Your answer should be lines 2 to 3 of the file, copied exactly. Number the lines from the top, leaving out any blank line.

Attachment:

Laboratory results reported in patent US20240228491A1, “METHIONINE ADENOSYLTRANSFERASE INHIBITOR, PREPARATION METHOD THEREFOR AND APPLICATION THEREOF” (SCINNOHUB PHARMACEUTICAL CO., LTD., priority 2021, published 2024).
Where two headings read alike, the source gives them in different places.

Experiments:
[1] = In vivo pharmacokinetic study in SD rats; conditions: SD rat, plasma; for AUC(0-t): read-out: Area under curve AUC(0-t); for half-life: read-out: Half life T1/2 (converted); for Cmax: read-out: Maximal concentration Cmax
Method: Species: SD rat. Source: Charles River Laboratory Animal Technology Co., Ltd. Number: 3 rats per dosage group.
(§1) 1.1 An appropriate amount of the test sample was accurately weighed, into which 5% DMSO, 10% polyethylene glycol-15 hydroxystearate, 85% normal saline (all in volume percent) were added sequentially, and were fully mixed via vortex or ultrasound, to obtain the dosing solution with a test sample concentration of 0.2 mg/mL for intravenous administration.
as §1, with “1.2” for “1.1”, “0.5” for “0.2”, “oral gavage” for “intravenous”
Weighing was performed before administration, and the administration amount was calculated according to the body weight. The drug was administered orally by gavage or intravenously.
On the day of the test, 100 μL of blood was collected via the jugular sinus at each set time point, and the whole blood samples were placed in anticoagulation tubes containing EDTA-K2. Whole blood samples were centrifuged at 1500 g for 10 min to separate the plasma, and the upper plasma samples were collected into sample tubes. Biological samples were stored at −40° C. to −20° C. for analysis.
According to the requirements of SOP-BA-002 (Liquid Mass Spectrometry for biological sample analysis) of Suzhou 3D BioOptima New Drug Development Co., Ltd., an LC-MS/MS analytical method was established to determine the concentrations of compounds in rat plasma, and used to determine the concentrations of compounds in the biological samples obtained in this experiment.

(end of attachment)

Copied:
Where two headings read alike, the source gives them in different places.

Experiments: